has long been known as a destination for leisure and recreation, but
this reputation stands in stark contrast to the experience of the
area’s earliest settlers.
the first generations that settled here, Muskoka was a harsh and rugged
environment that required an incredible amount of labour to make it
habitable. Today, however, much of Muskoka has been manicured into
submission, the landscape and shoreline altered to cater to our
evolution of Muskoka from an untamed wilderness dotted with rough-hewn,
one-room cabins into a playground for the wealthy known for its opulent
lakeside summer homes is the topic of exploration for Cabin, the
upcoming group exhibition at the Chapel Gallery featuring work by Dayna
Barley-Cohrs, Miranda Britton, Andrew Cohrs and Gavin Hammond.
Drawing on the theme of
the one-room settler’s cabin, each of the four artists has created
pieces that explore the
relationship between our natural and built environments here in Muskoka
and how our interaction with these environments has evolved.
initial impetus for the show came from Gavin, a fifth generation
Muskokan who, as a designer/builder, often reflects on how much his
experience designing and creating high end living spaces differs from
that of his ancestors. “Beyond this difference though, I’m also
starting to see a shift back towards traditional craftsmanship,” says
Gavin. “Even if it is only artisanal or small batch production of
handmade goods – it’s really interesting to witness this swing back
towards a preference for the handmade.”
and mixed-media artist, Miranda Britton, painter and illustrator Dayna
Barley-Cohrs and metal artist Andrew Cohrs, all of whom live rurally and
make a living creating with their hands, share Gavin’s interest in
reflecting on how life in Muskoka has evolved over time. Through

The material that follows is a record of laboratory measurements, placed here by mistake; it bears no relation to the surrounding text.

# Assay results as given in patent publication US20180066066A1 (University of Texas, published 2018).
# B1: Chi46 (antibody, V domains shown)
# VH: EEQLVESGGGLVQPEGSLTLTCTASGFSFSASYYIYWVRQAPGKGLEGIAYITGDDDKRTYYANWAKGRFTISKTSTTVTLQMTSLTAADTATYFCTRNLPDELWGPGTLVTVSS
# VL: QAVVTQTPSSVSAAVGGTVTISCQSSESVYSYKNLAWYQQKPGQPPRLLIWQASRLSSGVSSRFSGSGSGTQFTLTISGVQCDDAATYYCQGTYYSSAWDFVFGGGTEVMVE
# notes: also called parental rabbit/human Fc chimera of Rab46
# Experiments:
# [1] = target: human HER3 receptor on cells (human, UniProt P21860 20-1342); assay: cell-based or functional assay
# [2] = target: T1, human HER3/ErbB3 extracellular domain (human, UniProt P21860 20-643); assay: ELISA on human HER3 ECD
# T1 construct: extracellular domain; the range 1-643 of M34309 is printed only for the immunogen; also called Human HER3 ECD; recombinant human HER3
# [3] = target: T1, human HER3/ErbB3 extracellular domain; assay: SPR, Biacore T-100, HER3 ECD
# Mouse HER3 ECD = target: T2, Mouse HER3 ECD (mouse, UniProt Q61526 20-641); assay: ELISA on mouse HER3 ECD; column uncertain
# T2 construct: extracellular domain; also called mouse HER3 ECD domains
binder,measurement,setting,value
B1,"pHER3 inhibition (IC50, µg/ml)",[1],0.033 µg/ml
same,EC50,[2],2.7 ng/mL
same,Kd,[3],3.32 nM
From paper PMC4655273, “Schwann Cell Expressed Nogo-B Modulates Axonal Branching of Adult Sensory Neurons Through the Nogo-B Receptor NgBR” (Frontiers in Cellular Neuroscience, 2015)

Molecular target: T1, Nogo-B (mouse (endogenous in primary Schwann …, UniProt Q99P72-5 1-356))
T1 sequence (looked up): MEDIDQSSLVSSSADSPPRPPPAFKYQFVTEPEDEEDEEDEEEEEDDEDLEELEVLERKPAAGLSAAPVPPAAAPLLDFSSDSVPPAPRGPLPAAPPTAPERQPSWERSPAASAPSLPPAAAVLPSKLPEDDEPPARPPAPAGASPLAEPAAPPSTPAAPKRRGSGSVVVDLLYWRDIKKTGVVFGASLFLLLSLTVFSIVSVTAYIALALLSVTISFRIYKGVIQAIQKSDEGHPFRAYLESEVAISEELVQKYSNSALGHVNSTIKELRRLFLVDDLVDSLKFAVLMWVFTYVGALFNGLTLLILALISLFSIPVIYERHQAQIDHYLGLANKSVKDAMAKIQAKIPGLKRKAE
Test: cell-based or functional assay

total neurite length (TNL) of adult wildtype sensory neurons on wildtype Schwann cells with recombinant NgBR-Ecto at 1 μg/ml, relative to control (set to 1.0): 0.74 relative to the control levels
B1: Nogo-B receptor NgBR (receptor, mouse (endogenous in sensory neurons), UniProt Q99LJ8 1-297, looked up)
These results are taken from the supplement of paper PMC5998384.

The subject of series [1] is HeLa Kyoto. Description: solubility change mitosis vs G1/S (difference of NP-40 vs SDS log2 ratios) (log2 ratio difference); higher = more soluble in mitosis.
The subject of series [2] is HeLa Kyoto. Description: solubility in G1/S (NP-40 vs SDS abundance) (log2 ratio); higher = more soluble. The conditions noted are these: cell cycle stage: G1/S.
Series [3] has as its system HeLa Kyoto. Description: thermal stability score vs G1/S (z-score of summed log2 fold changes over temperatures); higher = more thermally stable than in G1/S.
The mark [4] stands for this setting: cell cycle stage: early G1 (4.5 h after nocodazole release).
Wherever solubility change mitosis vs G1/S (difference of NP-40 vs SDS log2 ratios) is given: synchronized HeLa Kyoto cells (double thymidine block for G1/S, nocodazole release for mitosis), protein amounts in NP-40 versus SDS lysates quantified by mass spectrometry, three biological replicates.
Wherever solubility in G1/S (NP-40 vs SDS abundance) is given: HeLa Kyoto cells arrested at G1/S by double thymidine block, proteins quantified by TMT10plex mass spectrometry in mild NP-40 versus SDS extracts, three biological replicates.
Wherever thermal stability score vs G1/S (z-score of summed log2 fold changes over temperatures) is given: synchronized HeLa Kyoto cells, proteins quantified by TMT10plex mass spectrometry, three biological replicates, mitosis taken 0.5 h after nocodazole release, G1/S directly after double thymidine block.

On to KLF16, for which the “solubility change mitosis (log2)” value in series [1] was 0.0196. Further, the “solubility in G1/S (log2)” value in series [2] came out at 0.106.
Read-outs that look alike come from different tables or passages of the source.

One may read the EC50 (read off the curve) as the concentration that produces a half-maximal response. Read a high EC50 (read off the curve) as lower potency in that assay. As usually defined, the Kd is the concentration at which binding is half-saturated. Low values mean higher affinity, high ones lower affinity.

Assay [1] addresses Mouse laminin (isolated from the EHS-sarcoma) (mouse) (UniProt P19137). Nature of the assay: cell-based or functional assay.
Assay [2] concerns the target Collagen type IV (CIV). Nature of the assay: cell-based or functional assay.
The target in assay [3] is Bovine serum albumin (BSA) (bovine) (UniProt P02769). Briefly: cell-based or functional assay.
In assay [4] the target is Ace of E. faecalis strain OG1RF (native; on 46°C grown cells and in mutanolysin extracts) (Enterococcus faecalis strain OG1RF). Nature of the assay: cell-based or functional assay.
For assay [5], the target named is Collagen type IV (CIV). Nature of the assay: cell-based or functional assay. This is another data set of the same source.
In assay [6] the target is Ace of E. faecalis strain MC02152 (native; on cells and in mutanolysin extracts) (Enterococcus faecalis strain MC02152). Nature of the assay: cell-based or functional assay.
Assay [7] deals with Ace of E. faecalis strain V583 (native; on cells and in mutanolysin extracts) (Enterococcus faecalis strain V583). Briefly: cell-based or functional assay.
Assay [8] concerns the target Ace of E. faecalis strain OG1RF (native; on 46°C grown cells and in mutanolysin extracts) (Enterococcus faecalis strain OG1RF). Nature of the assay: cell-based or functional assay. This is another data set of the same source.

discussion, the four artists have developed pieces that explore these
ideas and generational shifts.
settlement of Canada was one of the original ‘back to the land’
movements,” explains Miranda. “By coming here, European settlers
took a significant step backwards and often didn’t really know what
they were doing. They had to learn as they went and develop a diverse
set of skills from farming to carpentry to tool fabrication.”
Gavin, the exploration of these themes has resulted in a series of mixed
media utilitarian pieces and natural sculptures that represent and
explore the contrast between manmade and natural lines, shape and form.
Miranda, the pieces for this show have primarily taken the form of mixed
media assemblages that are based on the type of objects typically found
in a pioneer cabin, but with a humourous nod to the modern experience of
contribution to Cabin will be a series of paintings and illustrations
that emphasize the contrasts between the daily life of early settlers
versus that of the current inhabitants of the area.
for metal artist, Andrew, this exhibition has provided an opportunity
for him to explore the tools required to make a life in the wilderness.
help link the diverse work of all four artists back to the original
motif of the one-room settler’s cabin, the four artists will
collaboratively transform the Chapel Gallery into a space that
references and extrapolates upon the structure of a one-room cabin, but
in a minimal and modern way, with each of their pieces installed within
the constructed environment.
Cabin opens with a
public reception on Friday, August 19 from 6pm until 8pm. The exhibition
continues at the Chapel Gallery until September 9.